Time is a dimension in which events can be ordered from the past through the present into the future, and also the measure of durations of events and the intervals between them. Time has long been a major subject of study in religion, philosophy, and science, but defining it in a manner applicable to all fields without circularity has consistently eluded scholars. Nevertheless, diverse fields such as business, industry, sports, the sciences, and the performing arts all incorporate some notion of time into their respective measuring systems. Some simple, relatively uncontroversial definitions of time include "time is what clocks measure" and "time is what keeps everything from happening at once".
Daylight saving time
Daylight saving time (DST) -also summer time in British English and zomertijd in Dutch - is the practice of advancing clocks during the lighter months so that evenings have more daylight and mornings have less. Typically clocks are adjusted forward one hour near the start of spring and are adjusted backward in autumn.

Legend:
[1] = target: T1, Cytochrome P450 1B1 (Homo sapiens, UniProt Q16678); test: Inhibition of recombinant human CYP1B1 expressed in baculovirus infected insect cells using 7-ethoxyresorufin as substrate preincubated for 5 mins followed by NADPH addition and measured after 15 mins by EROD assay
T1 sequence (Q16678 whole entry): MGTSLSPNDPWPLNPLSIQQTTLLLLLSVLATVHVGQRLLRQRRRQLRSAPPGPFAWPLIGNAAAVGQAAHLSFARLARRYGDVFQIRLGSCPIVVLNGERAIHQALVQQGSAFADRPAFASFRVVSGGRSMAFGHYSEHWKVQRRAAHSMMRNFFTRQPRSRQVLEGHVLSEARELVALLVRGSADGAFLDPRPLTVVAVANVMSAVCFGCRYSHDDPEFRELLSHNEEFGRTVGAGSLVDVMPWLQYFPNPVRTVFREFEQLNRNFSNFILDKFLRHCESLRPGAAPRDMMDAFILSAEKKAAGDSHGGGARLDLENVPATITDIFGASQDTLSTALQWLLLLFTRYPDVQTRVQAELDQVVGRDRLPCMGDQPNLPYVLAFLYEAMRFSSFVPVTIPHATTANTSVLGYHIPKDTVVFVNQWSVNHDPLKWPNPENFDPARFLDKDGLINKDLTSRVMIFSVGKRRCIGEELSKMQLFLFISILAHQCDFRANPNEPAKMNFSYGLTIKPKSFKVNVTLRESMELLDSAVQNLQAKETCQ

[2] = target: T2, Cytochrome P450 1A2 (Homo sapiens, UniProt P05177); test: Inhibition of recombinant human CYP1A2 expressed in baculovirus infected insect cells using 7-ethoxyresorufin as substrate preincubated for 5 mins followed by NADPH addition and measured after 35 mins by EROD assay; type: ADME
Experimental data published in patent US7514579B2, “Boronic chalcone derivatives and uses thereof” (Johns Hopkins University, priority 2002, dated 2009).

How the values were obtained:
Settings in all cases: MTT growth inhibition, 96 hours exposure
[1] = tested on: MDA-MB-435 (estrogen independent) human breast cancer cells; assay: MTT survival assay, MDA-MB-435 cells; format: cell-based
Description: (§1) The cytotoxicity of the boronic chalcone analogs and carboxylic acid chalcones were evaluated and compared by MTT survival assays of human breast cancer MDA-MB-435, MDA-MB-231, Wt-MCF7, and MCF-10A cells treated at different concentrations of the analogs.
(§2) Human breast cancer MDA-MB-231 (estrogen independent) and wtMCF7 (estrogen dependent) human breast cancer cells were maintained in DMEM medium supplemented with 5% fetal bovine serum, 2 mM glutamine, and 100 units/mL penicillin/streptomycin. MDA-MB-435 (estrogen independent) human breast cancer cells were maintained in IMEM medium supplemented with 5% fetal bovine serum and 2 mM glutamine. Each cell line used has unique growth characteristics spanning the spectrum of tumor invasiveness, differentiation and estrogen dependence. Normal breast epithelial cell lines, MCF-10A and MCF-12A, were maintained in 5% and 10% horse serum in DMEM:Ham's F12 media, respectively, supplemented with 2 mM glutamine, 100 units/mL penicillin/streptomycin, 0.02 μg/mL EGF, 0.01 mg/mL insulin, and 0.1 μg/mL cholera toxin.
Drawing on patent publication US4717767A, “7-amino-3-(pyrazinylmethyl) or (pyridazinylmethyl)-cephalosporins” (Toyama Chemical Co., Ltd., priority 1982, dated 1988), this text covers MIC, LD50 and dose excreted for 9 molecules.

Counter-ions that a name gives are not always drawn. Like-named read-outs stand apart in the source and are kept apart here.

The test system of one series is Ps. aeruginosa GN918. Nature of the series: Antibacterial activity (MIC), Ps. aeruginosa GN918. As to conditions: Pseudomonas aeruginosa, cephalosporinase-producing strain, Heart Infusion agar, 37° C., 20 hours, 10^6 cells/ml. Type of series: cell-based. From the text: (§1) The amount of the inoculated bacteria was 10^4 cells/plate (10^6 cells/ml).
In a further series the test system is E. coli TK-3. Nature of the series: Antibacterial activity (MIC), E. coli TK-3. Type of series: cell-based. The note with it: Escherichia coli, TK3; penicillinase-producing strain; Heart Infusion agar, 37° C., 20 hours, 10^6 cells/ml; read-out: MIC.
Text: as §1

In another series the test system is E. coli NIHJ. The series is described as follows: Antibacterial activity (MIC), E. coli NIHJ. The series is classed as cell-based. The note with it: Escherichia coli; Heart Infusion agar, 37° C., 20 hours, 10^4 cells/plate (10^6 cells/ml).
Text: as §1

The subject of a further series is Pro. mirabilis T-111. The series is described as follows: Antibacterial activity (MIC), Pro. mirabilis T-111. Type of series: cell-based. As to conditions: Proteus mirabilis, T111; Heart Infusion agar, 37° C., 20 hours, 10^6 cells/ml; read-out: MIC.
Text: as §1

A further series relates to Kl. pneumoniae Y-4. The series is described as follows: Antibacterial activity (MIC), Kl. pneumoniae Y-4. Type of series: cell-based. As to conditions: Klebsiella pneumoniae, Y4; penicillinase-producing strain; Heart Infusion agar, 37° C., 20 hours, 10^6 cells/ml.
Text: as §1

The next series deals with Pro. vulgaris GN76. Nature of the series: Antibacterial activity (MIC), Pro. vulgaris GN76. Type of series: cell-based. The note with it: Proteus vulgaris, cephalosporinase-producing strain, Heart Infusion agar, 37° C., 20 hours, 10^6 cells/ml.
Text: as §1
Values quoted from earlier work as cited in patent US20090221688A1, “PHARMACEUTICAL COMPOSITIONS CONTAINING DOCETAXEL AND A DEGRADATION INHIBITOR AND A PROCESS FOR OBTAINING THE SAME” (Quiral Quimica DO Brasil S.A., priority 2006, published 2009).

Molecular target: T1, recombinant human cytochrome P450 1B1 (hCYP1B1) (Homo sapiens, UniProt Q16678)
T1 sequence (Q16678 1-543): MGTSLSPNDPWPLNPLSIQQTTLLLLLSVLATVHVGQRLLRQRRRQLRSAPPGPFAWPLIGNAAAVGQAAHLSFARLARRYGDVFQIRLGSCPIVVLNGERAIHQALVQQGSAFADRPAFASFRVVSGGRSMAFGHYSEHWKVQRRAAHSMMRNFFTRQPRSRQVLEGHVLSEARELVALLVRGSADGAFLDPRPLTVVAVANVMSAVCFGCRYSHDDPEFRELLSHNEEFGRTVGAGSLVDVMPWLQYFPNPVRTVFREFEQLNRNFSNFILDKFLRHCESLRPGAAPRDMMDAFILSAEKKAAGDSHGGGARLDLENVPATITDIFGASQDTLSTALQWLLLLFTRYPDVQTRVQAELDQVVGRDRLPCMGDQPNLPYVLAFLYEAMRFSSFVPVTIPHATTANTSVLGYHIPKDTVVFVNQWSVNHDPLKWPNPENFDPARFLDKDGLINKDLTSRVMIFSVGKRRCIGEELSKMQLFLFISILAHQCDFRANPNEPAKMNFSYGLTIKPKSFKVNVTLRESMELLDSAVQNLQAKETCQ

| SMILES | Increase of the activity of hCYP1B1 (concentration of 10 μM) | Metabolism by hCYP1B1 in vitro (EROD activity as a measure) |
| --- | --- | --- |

The modern idea of daylight saving was first proposed in 1895 by George Vernon Hudson and it was first implemented by
and Germany starting on Austria-Hungary 30 April 1916. Many countries
have used it at various times since then. Much of the used DST in the 1950s and 1960s, and DST use expanded following the
1970s energy crisis. It has been widely used in United States North America and Europe since then.
The practice has been both praised and criticized. Adding daylight to evenings benefits retailing, sports, and other activities that exploit sunlight after working hours, but can cause problems for evening entertainment and other occupations tied to the sun (such as farming) or to darkness (such as drive-in theatres). Although an early goal of DST was to reduce evening use of incandescent lighting (formerly a primary use of electricity, modern heating and cooling usage patterns differ greatly, and research about how DST currently affects energy use is limited or contradictory.
DST clock shifts present other challenges. They complicate timekeeping, and can disrupt meetings, travel, billing, record keeping, medical devices, heavy equipment, and sleep patterns. Software can often adjust computer clocks automatically, but this can be limited and error-prone, particularly when DST dates are changed.